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 Living dead - lampiri

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Join date : 2013-02-15
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PostSubject: Living dead - lampiri   Wed Aug 12, 2015 12:56 pm

Vampire is a Bulgarian word, which comes from north Turkish word upir. That's why there is a logical question - did the belief in vampires even exist before the advent of the Ottomans to the Balkans?! According to the available data we can conclude that such mythological beliefs in the territory of the Balkans did not exist until the Ottomans came, which confirmed by the issue "Karadžić svesci" from 1900 where folk tales are described about how Muhammad became a vampire since "the Turks took care that no one leapt over Muhammad and not if someone stole him, since they believed in vampires".

The first known vampire in the Balkans is the one from Istra, Jure Grando, whose existence was documented in 1689. Jure Grando from a place Kringa, not far from Pazin, died in 1656 when Stipan Milašić decapitated him with an axe. There are testimonies about Jure the vampire in the work "Slava vojvodine Kranjske" from the Slovenian historian Janez Vajkarda Valvazor (Johann Weikhard von Valvasor).

Among the Bosnian people, both in BiH and Sandžak (Sanjak), the most widespread name for a vampire is lampir. According to etymology the name lampir stems from the folk name for a butterfly - lepir, lampijer, which is confirmed by the Bosnian belief that the vampire exits the grave through a small hole in the ground in the shape of a butterfly. In Serbia and Montenegro lampir is often called ukolak, which is why in some places in Bosnia we come across the name vukodlak (werewolf), though he has no real connection with the lampir.

Prevalent opinion about the lampir among the Bosnian folk is animistic i.e. it is a "rogue spirit" of a man who died i.e. his spirit mysteriously received such power that even without a soul it can temporarily resurrect a dead body:

-"But, in order to die we must be born, feel life for at least a moment, in order for our spirit and soul to achieve a balance, since without this alignment with two universal principles, or with two deities of our forefathers Bogomils, we cannot enter the adventure called death. Folk wisdom claims that the spirit is the representative of the god of evil and the soul, pure and holly, it represents the god of good inside of us. While the spirit has the possibility to, usually at night while the man is sleeping, go out of the body and travel the world and also perform some weird, often bad things and bring us into various temptations, the soul is firmly fixed for the human body and there is no possibility of exiting it until death"

Lampiri are socially aware. They know how to return to their home, make love to their spouse or disturb the neighbours by throwing rocks on their roof. Business is not strange to them, namely, "some lampir, stemming from Herzegovina, had his own store in Sarajevo where he sold all goods by a yardstick (scales), so when they pierced him in his birth place, they forcefully tried to break his store, but the store was nothing more but spider web and snowdrift. When people find out that someone in the village has become a vampire, then they make a fire on that person's grave and they sharpen a hawthorn stick to puncture the dead person's stomach. When a strong stick has been made with hammers it is bashed to bring him into the grave." In the descriptions of the treatment of the lampir among the Bosnian people we cannot but notice an almost identical treatment toward the soul and the dead which the angels Azrail and Džibril have according to Bosnian mythology:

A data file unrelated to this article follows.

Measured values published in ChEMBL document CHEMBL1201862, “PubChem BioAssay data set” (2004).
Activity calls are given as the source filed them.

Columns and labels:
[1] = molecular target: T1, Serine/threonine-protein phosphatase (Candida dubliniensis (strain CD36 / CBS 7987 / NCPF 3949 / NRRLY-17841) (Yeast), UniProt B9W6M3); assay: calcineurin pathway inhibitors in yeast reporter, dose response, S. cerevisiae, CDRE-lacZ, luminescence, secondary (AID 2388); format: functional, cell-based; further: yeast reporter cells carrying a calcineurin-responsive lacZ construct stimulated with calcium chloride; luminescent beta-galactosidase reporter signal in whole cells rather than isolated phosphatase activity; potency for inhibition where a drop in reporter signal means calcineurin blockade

-"Such belief confirms the belief that when the deceased is buried he is visited in the grave by angels, judges, Azrail and Džibrail. They question the deceased about his good deeds and sins, and if he is sinful they hit him and bury him into the ground. Folk claim that they can bury him up to 77 meters into the ground".(Soul and death in Bosnian tradition, author Raif Esmerović)

Making a fire on the grave is obviously alluding to the fire from hell which swallows the souls of the evil and sinful people. It is used to scare the deceased, moreover, give him a mortal fear so that the spirit runs from the body, which will then be decapitated and made unsuitable for use by puncturing its stomach. Lampiri can be very aggressive.

According to the documented case of Ahmed Ramov Mujović from Montenegro who got into a fight with this supernatural being. Coming back home one night from ploughing, "something stopped his oxen and they couldn't move forward". Seeing this he shouted: "Please if you are ukolak, but a devil, but a human, move away, by my faith I will return again". Then he went home, took his sabre, two pistols and a rifle and returned to that place where he shouted: "Where are ye that has waited for me?" at that moment ukolak appeared. They fought until the roosters sounds were heard. Tomorrow Ahmed came back to that same spot and found out that it was a lampir. He followed the bloody trail and arrived at the yard of the family Puranović. They found him there in the grave, they burnt him with quicklime and stuck him on to a stake made out of the tree Prunus spinosa.
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